The making of history sure brings out the collector–and the greed–in people.

Let’s be honest: it’s not every year a new era begins. The last time it happened in Japan was thirty years ago, when Emperor Akihito ascended the throne and the Heisei era began. That’s why it’s no surprise that people would want to commemorate the announcement of the upcoming Reiwa era and the ascension to the throne of Crown Prince Naruhito.

And what better way to remember the occasion than to keep a newspaper from April 1, the day when the announcement was made, and when it would be on all of the headlines?

Our own Mr. Sato happened to be in the Shimbashi Station area in the early afternoon on April 1 when the announcement occurred, only to find more than one thousand people filling up SL Square, despite it being a Monday. There was no giant television to broadcast the announcement, however, and no formal press release in the square. In actual fact, all of those people were waiting to buy the afternoon newspapers announcing the new name.

When the clock struck 1 p.m. and the newspapers went on sale, people pushed and shoved and fought to get a copy. Apparently there were even people stealing newspapers from others! Some were trampled underfoot, and the Square echoed the sounds of screaming and shouting. It was all in vain for many, however, as within minutes they were all sold out.

Similar scenes of roiling crowds were spotted in other parts of Tokyo, as well. In Ikebukuro, a crowd so tightly packed that no one could move seemed to undulate and shiver with the tension of the people inside it.

In Osaka, as well, people swarmed the tiny newsstands with the hopes of getting a copy:

Unsurprisingly, however, it appears that not everyone was buying newspapers to remember the occasion. Most, it appears, wanted to use the occasion to turn a profit, since many of April 1’s afternoon newspapers were almost immediately listed for sale on online auction sites, like the flea market app Mercari and Yahoo! Auctions.

A scroll through the listings show prices averaging around 1,000 yen for a single paper (about US$9), but one of the most expensive was asking for as much as 20,000 yen! Many of the listings were already sold out, too, in spite of the fact that later newspapers would also commemorate the announcement.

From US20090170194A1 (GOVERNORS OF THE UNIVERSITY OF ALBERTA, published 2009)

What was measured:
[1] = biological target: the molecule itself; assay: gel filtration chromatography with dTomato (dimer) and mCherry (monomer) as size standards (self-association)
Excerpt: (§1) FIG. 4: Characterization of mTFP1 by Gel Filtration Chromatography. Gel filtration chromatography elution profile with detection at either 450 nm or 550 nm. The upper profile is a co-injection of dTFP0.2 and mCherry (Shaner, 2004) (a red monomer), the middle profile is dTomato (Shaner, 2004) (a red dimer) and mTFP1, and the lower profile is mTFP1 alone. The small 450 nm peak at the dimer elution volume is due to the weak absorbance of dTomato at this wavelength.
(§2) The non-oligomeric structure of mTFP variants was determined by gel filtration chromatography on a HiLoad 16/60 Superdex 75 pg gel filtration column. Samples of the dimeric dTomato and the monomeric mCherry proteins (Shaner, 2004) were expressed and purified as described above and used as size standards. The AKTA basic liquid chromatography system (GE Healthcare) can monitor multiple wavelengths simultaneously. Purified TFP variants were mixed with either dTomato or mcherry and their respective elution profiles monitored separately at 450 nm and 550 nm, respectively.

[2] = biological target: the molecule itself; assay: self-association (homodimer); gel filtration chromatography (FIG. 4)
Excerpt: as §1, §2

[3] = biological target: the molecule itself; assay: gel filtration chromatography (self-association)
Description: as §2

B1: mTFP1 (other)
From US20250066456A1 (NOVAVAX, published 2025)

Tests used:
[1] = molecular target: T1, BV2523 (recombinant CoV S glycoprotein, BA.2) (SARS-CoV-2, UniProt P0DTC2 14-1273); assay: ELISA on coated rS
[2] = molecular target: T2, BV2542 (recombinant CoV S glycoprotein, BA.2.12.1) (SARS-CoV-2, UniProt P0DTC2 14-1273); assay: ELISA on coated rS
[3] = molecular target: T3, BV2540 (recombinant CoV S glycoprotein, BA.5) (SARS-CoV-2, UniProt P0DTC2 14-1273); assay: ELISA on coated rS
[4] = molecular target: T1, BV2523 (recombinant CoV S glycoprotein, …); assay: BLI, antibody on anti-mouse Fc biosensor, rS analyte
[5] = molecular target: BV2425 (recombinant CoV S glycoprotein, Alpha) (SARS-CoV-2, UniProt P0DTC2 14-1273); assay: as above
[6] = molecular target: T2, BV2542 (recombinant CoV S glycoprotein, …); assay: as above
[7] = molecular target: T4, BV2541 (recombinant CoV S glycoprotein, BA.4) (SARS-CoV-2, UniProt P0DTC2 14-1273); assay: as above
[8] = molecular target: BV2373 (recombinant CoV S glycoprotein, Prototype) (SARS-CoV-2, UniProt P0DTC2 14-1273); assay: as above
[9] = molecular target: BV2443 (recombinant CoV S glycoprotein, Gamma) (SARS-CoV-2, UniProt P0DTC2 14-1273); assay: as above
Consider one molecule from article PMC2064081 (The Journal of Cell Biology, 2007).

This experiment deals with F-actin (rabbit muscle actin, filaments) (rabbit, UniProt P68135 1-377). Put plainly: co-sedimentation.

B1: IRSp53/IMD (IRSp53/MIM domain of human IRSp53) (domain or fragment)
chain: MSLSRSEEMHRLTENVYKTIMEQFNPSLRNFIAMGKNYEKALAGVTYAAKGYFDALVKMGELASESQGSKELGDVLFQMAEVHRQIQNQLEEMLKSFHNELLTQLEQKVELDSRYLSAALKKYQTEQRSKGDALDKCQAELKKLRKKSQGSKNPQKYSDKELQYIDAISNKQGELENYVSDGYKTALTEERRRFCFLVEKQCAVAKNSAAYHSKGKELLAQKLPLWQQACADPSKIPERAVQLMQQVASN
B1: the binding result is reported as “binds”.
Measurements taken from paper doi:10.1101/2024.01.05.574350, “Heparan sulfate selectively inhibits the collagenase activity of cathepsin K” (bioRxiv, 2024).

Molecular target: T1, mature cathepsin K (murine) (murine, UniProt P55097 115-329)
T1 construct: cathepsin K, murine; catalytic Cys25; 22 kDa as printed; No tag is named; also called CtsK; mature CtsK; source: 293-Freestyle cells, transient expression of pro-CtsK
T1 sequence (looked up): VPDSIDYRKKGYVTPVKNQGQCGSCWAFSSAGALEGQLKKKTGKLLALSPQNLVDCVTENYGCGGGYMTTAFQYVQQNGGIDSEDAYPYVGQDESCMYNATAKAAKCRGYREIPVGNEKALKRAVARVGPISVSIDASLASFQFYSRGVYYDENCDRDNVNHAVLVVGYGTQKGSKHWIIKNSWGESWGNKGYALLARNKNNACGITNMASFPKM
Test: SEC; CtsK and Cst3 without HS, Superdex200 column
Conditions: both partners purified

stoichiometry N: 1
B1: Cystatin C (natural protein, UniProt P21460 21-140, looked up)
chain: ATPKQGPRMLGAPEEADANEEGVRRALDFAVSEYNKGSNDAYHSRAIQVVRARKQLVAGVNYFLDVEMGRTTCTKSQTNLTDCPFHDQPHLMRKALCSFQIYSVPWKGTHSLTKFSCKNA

Mr. Sato himself was rather disturbed by the pushing and fighting he saw in SL Square near Tokyo Station, so he left the area quickly.  Some on Twitter expressed similar sentiments:

“People trying to get newspapers are screaming “help!” Shimbashi Station is an illustration of hell, filled with the screams of the fallen. World, this is Japan.”
“My little sister’s foot was stepped on by someone’s high heel.”
“Don’t sell your Reiwa newspapers!”
“Looks like it’s going to be an era of greed…”

One compared people shoving to get newspapers (on the right) to people lining up quietly for supplies during natural disasters (on the left):

▼ “When it’s a matter of life or death, people will stand patiently in line waiting for food rations. But when Japanese people find something rare and limited…”

Another even kindly noted (perhaps too late) that there is a PDF version being distributed freely:

Most, however, expressed joy at having been able to get a copy. Luckily, in many, less crowded places, people were able to easily purchase one without any pushing and shoving needed, like in Yurakucho, just minutes from Shimbashi by train.

Certainly it’s a nice memento to have, but is it worth paying thousands of yen for a paper, or worth suffering the pushing and shoving to get one, or to make a few extra bucks? Perhaps, perhaps not. It is worth remembering, however, that violent greed is not something limited to Japanese people looking to collect a rare item. Just ask anyone who has ever gone Black Friday shopping in the U.S!

Source: Twitter/#令和号外
Featured image: Twitter/KnNe01_kouki
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